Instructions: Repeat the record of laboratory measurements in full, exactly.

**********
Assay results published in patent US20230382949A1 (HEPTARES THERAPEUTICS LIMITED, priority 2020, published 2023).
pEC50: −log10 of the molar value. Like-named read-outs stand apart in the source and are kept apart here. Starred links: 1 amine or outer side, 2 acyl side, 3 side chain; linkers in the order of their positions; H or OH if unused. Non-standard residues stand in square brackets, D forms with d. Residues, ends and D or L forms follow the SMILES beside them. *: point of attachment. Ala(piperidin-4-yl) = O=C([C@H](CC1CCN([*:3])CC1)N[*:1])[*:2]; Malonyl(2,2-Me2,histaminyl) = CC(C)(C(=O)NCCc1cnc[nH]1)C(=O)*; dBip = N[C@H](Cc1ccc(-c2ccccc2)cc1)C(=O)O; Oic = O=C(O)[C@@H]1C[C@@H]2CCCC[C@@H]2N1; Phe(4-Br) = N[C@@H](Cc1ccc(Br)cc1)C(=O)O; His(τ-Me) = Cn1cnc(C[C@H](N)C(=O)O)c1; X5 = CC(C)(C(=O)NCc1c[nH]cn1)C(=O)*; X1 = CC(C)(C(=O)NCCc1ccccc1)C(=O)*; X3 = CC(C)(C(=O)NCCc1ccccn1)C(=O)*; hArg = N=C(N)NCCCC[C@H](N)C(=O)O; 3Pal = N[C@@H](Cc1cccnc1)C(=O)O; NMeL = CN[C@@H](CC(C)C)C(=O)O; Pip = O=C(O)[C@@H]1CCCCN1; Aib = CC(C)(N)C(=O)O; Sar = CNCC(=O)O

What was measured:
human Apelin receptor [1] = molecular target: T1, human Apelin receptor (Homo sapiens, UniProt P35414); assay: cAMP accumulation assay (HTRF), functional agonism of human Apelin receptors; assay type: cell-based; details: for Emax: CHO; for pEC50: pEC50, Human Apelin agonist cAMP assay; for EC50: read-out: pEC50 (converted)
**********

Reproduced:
Assay results published in patent US20230382949A1 (HEPTARES THERAPEUTICS LIMITED, priority 2020, published 2023).
pEC50: −log10 of the molar value. Like-named read-outs stand apart in the source and are kept apart here. Starred links: 1 amine or outer side, 2 acyl side, 3 side chain; linkers in the order of their positions; H or OH if unused. Non-standard residues stand in square brackets, D forms with d. Residues, ends and D or L forms follow the SMILES beside them. *: point of attachment. Ala(piperidin-4-yl) = O=C([C@H](CC1CCN([*:3])CC1)N[*:1])[*:2]; Malonyl(2,2-Me2,histaminyl) = CC(C)(C(=O)NCCc1cnc[nH]1)C(=O)*; dBip = N[C@H](Cc1ccc(-c2ccccc2)cc1)C(=O)O; Oic = O=C(O)[C@@H]1C[C@@H]2CCCC[C@@H]2N1; Phe(4-Br) = N[C@@H](Cc1ccc(Br)cc1)C(=O)O; His(τ-Me) = Cn1cnc(C[C@H](N)C(=O)O)c1; X5 = CC(C)(C(=O)NCc1c[nH]cn1)C(=O)*; X1 = CC(C)(C(=O)NCCc1ccccc1)C(=O)*; X3 = CC(C)(C(=O)NCCc1ccccn1)C(=O)*; hArg = N=C(N)NCCCC[C@H](N)C(=O)O; 3Pal = N[C@@H](Cc1cccnc1)C(=O)O; NMeL = CN[C@@H](CC(C)C)C(=O)O; Pip = O=C(O)[C@@H]1CCCCN1; Aib = CC(C)(N)C(=O)O; Sar = CNCC(=O)O

What was measured:
human Apelin receptor [1] = molecular target: T1, human Apelin receptor (Homo sapiens, UniProt P35414); assay: cAMP accumulation assay (HTRF), functional agonism of human Apelin receptors; assay type: cell-based; details: for Emax: CHO; for pEC50: pEC50, Human Apelin agonist cAMP assay; for EC50: read-out: pEC50 (converted)